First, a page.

The second quarter of 2020 closed today with the Dow having the best quarter since the first quarter of 1987. 1987... hmmmm... seems like I remember something else that happened in 1987... Let's move on; it will come to me.
If you have read either of my books or watched almost any of my videos on the Presentations tab or read some of my previous blogs, you know 'EXACTLY' how to know 'EXACTLY' how long this current trend in the market will last.
All trends... market trends... fashion trends... socially bizarre trends... infection rate trends... the AAPL trend... the AMZN trend... Gold trends... Silver trends... Political trends... ALL trends... end at the same exact time. No... that "time" is not the end of the world, time. And, while the 'end-of-trend' may be on totally different calendar dates, they all have one major thing in common.
All trends, regardless of the 'kind' of trend will continue on their trend EXACTLY UNTIL THEY DON'T. I know... that's a bit disappointing after all the preamble, but just knowing that one immutable fact, that every trend will last until (exactly until) it doesn't is not only patently obvious, it is profoundly important.
When a trend is in play, all you know (other than by guessing) is the trend will continue until it doesn't (continue). If you are like me, I want to stay with a trend until it changes from a bullish trend to a bearish trend; or vice versa.
Now, here is the real rub...
If you are willing to suffer massive losses from time-to-time, and if you are planning to live forever, and you'll never need the money, then you 'could' simply rely on the fact that the stock market has, given enough time, ALWAYS trended higher. Hello buy-and-hole. The odds are that a forever-type view of the trend of the market means that it has never changed its trend. But, my oh my, there have been decades of losses and decades for the market to recover. The good news, again... if you don't mind suffering losses of 80% or more, never need the money and will live forever... you will eventually see a profit.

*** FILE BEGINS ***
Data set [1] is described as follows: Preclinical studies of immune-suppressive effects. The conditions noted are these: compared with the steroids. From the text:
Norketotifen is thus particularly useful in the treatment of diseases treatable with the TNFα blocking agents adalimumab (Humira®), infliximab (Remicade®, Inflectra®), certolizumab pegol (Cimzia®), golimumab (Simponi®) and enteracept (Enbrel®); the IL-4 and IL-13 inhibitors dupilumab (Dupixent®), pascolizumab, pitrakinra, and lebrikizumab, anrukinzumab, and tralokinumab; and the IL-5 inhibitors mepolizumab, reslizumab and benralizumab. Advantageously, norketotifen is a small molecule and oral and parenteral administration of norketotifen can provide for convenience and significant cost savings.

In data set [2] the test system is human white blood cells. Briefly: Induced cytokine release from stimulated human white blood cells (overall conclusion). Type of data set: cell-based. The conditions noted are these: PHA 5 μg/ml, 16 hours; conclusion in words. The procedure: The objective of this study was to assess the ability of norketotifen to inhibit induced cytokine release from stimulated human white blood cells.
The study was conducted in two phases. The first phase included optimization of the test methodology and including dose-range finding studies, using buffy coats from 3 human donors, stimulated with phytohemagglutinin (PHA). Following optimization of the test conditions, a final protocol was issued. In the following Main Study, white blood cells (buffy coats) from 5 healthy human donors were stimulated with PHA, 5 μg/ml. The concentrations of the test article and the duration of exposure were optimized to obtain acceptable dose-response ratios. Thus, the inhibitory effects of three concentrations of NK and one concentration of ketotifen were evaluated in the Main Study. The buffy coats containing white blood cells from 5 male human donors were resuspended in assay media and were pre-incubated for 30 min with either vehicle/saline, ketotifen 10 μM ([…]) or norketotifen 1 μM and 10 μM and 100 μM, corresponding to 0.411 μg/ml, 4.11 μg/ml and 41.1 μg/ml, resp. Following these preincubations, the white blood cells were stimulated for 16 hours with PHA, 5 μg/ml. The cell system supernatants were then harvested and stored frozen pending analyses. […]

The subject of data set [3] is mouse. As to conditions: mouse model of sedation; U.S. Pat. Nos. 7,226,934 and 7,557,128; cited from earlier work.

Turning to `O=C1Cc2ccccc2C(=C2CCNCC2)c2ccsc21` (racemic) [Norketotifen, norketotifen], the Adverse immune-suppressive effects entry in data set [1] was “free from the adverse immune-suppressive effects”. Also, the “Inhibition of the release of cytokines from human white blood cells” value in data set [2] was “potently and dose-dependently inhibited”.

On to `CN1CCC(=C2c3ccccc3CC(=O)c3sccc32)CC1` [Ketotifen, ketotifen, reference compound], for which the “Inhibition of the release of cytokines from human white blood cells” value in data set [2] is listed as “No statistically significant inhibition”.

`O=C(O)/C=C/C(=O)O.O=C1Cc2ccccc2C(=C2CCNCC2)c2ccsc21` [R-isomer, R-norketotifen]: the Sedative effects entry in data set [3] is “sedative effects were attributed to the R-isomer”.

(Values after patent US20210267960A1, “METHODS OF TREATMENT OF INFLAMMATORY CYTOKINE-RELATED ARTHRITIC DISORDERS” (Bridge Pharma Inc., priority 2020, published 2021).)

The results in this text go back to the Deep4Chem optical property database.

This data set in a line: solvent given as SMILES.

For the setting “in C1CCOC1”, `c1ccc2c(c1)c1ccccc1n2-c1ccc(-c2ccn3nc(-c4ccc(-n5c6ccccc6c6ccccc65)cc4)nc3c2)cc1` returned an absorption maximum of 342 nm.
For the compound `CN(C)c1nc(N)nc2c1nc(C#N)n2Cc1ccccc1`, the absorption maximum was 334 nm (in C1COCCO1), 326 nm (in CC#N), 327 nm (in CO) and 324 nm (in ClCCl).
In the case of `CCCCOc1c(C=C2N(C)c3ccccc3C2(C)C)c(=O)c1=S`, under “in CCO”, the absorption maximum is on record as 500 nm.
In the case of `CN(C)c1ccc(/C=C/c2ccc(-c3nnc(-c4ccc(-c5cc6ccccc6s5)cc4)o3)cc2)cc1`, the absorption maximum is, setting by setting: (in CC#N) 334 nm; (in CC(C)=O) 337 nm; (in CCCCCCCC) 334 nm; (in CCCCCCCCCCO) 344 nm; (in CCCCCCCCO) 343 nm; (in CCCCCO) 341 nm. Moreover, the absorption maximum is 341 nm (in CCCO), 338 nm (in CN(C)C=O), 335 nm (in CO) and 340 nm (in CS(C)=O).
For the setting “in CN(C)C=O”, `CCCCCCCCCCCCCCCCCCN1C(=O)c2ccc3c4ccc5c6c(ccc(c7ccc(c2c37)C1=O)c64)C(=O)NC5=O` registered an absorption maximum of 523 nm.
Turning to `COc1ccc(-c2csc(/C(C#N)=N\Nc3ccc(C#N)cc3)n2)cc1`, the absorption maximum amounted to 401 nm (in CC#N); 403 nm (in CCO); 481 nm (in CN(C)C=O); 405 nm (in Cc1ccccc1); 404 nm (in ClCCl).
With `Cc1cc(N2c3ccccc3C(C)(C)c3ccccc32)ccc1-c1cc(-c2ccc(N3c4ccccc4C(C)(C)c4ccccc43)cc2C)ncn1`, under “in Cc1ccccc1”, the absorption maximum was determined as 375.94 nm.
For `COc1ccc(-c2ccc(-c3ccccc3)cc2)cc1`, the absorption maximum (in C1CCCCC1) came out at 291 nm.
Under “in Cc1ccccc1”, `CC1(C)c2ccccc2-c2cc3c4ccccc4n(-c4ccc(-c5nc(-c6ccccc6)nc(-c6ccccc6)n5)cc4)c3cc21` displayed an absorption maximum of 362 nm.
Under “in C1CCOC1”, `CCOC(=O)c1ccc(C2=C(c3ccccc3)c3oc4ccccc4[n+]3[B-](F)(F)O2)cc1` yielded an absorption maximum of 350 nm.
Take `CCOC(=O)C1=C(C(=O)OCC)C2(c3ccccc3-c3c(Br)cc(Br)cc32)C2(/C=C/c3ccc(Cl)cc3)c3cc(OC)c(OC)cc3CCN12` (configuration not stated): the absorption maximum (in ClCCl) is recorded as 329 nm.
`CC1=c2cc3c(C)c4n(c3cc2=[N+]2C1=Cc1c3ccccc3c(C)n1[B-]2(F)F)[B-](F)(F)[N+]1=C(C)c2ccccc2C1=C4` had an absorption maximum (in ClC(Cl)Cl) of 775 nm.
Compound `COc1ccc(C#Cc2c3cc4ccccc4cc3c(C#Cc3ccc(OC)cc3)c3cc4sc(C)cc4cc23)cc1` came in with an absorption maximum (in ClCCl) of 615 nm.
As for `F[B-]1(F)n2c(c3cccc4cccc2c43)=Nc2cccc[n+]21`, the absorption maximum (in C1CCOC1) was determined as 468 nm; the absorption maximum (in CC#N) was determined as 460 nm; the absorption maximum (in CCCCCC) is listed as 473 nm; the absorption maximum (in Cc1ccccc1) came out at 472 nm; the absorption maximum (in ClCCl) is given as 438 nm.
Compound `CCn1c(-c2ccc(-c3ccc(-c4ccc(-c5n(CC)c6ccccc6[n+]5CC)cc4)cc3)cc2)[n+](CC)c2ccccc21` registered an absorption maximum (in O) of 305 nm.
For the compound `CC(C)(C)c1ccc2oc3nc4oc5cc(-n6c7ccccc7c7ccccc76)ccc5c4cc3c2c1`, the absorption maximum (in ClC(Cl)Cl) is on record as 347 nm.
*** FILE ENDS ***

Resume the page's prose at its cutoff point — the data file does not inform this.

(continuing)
Then, there is the opposite end of the spectrum... The day-trader or swing-trader, where getting in and out of the market (or a stock) can change trend in moments of time.
I am a quant-based trend trader. I want to own equities and/or indexes as long as the trend stays far enough away from a baseline moving average. I use a 50-day, 100-day and 200-day moving average (depending on a number of mathematical factors), plus a calculation of volatility. Basically, if the price of a holding moves against me more than 'normal' volatility, then I have to assume the current trend has reversed and I no longer want to hold the equity. There are many moving parts to these algorithms, but in general, when an equity's trend reverses, I sell the position and take risk off the table. Why? Because, one of these days, when you least expect it, the market is likely going to crash and we want to be as prepared for that event as possible. Oh... now, that reminds me about what else happened in 1987... I'm sure you already know.
The first quarter of 1987 was a massively big quarter. Then, just a few months later (October 19, 1987), the market crashed. It was (and remains) the largest one-day crash (on a percentage basis) in history when the Dow fell by nearly 23% in just one day.
By the way, I back-tested my algorithms during that period of time and they triggered a stop on the Thursday before black Monday and was 100% in cash when Black Monday hit.
Does that mean the algos will accomplish the same thing if such an even were to occur again? Maybe or maybe not. Past performance does not provide any indication of future returns. In other words, the future markets may not be anything like the market of 1987. I cannot promise you that my algos will be able to keep us from a future Black Monday, but I am pretty optimistic. If you recall, just this year, the market began its 30% crash (not in one day) on February 24. My algos took us to cash on February 20... just 4 days before the massive downdraft. Hopefully, the math will keep us out of harm's way again, while we look for opportunities to grow capital when the trends permit it.